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Great Masters Series BC Sanyal Elizabeth Brunner (DVD)

Great Masters Series BC Sanyal Elizabeth Brunner (DVD)
$28.00
Item Code: ICJ076
Specifications:
B C Sanyal and Elizabeth Brunner
Indira Gandhi National Centre for the Art, New Delhi
From the CD

In this episode, watch two great personalities, one a Gandhian and freedom fighter and another a writer-social activist-theatre personality.

B. C. Sanyal’ I paint, because I have to paint’ that is Sanyal’s way of expressing the urge to hold a brush in hand and paint. He was not only a painter, but a sculptor also. Being a Bengali, he was familiar with Durga puja, and that got him interested in making sculptures, starting with clay and terra-cotta. His journey of art began right from the school of art, which he had joined. But, he was too naïve or simple to think of selling a work of art. It was the famous painter Jamini Roy, who patronized him. Sanyal believes that a creation of art should be the crystallization of experience, gained at different levels, emotional aesthetic. He abhors the idea of giving a title to a painting. Painting should be self-explanatory ad does not need any title. Sanyal, a multi-faceted personality, is interested in music also. He used to play upon a flute and he would make it himself from bamboo.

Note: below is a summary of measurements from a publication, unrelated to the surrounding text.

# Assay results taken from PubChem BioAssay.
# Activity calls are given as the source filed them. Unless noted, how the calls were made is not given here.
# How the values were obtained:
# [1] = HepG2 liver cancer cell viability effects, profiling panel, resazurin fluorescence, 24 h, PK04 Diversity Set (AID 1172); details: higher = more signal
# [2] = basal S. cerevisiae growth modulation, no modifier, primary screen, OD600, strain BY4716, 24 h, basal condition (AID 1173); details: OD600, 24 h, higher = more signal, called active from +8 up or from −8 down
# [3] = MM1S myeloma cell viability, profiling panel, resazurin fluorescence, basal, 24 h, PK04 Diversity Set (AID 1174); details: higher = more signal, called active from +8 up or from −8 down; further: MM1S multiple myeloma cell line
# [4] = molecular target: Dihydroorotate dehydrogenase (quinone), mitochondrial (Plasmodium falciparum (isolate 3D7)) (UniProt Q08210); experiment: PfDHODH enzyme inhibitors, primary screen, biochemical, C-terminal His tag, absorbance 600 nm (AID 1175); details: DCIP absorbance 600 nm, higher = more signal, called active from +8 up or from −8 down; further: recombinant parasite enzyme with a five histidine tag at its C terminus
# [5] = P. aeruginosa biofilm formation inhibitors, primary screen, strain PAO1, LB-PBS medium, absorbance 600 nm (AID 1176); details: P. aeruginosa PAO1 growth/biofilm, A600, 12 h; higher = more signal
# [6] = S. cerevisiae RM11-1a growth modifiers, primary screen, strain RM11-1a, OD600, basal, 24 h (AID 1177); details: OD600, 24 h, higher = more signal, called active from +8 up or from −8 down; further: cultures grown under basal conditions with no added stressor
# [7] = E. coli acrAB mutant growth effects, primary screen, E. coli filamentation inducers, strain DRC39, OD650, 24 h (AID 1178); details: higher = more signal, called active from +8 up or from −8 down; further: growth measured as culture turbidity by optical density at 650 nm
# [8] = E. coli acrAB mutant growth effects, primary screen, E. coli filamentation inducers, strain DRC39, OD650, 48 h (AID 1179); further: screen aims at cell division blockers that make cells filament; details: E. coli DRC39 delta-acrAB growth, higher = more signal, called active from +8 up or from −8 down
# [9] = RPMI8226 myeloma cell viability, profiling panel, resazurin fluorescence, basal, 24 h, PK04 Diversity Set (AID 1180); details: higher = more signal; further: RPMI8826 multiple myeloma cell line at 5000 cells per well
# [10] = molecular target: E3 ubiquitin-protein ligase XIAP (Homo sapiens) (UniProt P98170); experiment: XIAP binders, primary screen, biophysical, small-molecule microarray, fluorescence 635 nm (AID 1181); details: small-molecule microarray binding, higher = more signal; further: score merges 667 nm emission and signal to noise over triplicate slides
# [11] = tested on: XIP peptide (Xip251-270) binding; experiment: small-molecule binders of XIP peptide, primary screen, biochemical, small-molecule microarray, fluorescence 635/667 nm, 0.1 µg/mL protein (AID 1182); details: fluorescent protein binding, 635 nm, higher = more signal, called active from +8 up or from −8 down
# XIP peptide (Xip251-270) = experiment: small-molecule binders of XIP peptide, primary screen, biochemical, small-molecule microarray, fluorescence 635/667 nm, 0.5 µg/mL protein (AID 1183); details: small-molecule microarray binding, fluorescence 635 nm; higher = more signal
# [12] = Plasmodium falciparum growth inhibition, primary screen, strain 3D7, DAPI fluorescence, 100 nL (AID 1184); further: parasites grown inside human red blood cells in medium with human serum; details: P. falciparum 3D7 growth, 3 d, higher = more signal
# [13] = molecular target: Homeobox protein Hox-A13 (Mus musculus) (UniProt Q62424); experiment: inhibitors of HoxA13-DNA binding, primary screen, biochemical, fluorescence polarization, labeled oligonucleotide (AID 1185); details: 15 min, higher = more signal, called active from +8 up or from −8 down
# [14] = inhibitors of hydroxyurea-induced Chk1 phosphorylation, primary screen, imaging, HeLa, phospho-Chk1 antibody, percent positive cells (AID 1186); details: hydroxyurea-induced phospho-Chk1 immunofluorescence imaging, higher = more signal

Elizabeth Brunner the artist in search of tranquility – never gave up her quest for something beyond ordinary experience. Born in Budapest in July 1910, she had her formal education there, and training in the Academy of Art. She moved to India, along with her mother, with whom she had a deeper relationship, a link that was meaningful, creative in figurative sense and inspirational. She was fascinated by the diversity of India. Elizabeth has captured this diversity on her canvases. They spent time in Shantiniketan-the abode of peace. Not only was the presence of the great artist-poet Tagore a source of inspiration, but the place, with its exotic gardens, variety of colours and shades and the atmosphere of tranquility, had a sublime beauty and Elizabeth’s restless spirit could hardly remain unaffected. She was keen to paint a portrait of Mahatma Gandhi, who had lightly asked her whether she wanted to paint her ‘soul’. But her portrait of Mahatma does have a halo around it. She caught the panorama of India scene of her canvas. Elizabeth and her mother had a fascination for mountains and she ultimately became an inhabitant of mountains.

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